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Sunglasses NOT owned by Luxottica - Page 5

post #61 of 67

I was going to say that those look really cheap in materials, appearance, and construction, but then I went to the site and saw that they really are cheap. They probably fill a niche for some buyers.

post #62 of 67
Quote:
Originally Posted by Tsujigiri View Post
 

I was going to say that those look really cheap in materials, appearance, and construction, but then I went to the site and saw that they really are cheap. They probably fill a niche for some buyers.

 

As a consumer, how informed are you about the construction of a product you've never owned personally?

 

Do you know the difference between polycarbonate and acetate? Do you know the density of the Polycarbonate we use?

 

Did you know our impact resistance tests show superiority to that of both Oakley's Frogskins (Acrylic) and Ray Ban's Wayfarers (Acetate or Polycarbonate)?

 

I highly suggest you own a product first, before consulting on it's quality... We've engineered our product to surpass the current marketplace's status quo and offer it at a more than reasonable price...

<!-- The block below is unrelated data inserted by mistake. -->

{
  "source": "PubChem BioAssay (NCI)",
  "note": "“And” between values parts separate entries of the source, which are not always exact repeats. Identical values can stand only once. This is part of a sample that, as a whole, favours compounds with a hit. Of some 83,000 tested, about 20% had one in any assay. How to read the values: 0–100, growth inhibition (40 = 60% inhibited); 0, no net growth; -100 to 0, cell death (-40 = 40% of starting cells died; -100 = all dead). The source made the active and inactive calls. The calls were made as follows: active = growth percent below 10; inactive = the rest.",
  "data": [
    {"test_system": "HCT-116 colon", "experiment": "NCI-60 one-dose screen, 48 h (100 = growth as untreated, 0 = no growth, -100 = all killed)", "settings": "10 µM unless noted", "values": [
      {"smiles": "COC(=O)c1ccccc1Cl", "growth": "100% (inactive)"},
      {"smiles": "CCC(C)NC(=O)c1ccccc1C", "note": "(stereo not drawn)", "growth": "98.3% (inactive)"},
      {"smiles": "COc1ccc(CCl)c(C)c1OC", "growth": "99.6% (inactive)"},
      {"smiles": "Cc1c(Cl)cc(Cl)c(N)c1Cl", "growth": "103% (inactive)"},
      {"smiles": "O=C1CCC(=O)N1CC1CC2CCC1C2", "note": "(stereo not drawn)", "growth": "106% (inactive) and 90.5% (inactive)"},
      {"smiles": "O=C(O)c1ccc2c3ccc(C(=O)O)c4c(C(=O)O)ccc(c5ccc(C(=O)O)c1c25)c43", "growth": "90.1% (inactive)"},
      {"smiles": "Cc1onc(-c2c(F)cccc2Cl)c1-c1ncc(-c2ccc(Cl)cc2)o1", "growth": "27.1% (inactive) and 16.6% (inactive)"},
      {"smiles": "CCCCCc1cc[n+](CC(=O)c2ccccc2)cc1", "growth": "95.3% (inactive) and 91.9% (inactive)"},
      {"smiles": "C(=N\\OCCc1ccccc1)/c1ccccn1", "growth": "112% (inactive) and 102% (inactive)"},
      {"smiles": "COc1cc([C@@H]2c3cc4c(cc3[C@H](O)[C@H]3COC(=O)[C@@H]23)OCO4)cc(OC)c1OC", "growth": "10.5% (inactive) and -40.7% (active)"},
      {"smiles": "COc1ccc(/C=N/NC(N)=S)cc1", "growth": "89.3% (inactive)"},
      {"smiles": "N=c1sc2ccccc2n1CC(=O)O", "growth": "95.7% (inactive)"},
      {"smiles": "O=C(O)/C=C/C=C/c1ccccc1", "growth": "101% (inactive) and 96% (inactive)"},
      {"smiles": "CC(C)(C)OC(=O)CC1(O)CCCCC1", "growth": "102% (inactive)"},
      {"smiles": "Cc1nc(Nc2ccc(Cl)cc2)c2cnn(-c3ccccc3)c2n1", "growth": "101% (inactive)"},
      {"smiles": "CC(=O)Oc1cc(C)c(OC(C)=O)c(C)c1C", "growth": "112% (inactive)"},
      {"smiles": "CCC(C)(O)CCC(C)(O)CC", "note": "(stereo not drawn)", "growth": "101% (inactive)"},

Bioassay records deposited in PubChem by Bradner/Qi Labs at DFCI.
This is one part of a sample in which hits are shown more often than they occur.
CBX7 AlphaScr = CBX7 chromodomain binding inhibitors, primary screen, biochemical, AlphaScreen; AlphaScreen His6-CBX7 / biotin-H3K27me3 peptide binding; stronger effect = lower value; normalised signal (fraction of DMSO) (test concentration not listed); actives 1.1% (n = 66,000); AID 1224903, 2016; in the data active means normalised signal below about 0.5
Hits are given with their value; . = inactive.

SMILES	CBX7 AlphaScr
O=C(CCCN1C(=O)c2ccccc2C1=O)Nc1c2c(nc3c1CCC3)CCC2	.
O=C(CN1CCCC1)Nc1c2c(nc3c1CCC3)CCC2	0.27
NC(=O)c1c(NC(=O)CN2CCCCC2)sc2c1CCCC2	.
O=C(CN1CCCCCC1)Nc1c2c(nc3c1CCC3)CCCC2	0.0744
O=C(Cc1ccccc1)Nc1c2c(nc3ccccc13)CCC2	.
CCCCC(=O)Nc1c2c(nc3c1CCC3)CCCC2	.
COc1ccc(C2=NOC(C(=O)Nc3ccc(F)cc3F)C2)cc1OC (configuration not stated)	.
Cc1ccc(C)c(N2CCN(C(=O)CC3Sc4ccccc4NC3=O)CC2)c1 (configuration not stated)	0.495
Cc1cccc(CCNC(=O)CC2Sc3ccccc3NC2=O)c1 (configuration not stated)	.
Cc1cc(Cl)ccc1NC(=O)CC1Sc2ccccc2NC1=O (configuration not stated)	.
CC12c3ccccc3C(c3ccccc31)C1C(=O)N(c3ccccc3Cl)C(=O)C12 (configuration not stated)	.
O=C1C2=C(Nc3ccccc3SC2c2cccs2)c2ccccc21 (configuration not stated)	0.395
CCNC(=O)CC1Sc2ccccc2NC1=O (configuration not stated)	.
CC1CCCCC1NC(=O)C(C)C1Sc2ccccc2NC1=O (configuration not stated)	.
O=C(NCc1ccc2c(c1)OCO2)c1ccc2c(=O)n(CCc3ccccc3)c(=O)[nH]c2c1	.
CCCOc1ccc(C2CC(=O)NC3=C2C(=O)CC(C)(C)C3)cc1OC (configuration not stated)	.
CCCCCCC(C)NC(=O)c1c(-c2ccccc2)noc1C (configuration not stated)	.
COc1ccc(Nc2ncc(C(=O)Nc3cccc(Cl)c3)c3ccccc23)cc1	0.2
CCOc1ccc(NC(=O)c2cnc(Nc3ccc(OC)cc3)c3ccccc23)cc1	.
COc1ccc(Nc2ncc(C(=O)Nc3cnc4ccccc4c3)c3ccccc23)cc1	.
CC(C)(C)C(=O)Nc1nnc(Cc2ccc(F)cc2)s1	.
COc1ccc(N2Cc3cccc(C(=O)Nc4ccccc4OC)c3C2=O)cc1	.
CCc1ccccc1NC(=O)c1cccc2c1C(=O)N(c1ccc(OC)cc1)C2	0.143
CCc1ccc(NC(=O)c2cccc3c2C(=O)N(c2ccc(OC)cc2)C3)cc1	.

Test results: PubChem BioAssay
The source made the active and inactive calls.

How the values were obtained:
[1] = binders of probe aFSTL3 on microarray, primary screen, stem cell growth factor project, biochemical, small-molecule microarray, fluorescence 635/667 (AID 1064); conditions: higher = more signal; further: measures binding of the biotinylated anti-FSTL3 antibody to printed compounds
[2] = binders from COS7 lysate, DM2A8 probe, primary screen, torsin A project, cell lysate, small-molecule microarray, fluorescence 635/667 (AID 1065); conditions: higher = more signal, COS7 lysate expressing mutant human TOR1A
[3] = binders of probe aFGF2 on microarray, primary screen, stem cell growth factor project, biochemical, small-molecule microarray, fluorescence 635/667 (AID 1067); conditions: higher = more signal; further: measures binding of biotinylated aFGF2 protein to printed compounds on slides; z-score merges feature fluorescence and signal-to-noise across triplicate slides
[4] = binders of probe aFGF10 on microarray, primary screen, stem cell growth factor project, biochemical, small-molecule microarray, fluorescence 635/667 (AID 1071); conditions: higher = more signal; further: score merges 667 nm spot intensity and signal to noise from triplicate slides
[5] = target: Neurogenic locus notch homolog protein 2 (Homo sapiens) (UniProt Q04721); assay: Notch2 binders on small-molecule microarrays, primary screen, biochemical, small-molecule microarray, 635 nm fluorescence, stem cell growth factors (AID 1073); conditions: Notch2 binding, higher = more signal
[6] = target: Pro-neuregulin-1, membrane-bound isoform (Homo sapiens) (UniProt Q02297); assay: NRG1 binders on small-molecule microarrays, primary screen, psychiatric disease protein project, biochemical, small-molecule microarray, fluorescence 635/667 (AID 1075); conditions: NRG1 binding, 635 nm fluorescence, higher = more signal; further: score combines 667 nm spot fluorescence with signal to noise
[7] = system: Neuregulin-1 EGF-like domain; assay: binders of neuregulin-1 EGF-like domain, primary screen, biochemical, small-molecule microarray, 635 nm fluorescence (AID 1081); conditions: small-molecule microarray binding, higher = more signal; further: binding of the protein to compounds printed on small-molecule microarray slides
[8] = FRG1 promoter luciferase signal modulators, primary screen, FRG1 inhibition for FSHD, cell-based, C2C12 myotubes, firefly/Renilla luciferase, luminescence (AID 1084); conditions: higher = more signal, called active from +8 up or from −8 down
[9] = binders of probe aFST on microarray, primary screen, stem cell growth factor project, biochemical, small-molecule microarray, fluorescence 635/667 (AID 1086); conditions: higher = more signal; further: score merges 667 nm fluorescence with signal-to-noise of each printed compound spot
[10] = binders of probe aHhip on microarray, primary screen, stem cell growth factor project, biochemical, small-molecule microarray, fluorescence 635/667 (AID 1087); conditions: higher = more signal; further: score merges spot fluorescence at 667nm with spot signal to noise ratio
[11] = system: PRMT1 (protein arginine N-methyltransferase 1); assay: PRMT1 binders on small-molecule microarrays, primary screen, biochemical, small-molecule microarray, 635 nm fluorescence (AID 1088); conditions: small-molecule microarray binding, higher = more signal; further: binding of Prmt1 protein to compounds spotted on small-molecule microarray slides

Thank you for you input though.

post #63 of 67
Quote:
Originally Posted by BrightFuturesSG View Post
 

 

As a consumer, how informed are you about the construction of a product you've never owned personally?

 

Do you know the difference between polycarbonate and acetate? Do you know the density of the Polycarbonate we use?

 

Did you know our impact resistance tests show superiority to that of both Oakley's Frogskins (Acrylic) and Ray Ban's Wayfarers (Acetate or Polycarbonate)?

 

I highly suggest you own a product first, before consulting on it's quality... We've engineered our product to surpass the current marketplace's status quo and offer it at a more than reasonable price...

 

Thank you for you input though.

 

Actually I do know a bit about these materials. You seem to be mixing up frames and lenses, which are you referring to? Also, a few things you wrote are wrong or badly worded. Oakley uses a polycarbonate based material for its lenses, not acrylic, which the ANSI Z87.1 impact tests they use are designed to test. There are a few mil-spec tests that push lenses even further, which some Wiley-X glasses and Revision protective eyewear are designed to withstand. Ray-Ban mostly uses glass lenses, so no surprise that they aren't very impact resistant. Also, the Ray-Bans Wayfarers frames aren't made of real acetate. They used to be acetate, but now they use a material that has similar properties but can be injection-molded, so as to save costs.

 

In your pictures you mention that you have frames made of polycarbonate and lenses made of acrylic, which seems like an unusual choice. Do you mean the other way around? If your priority is impact resistance, polycarbonate would be a smarter choice for the lens since it has a higher fracture toughness.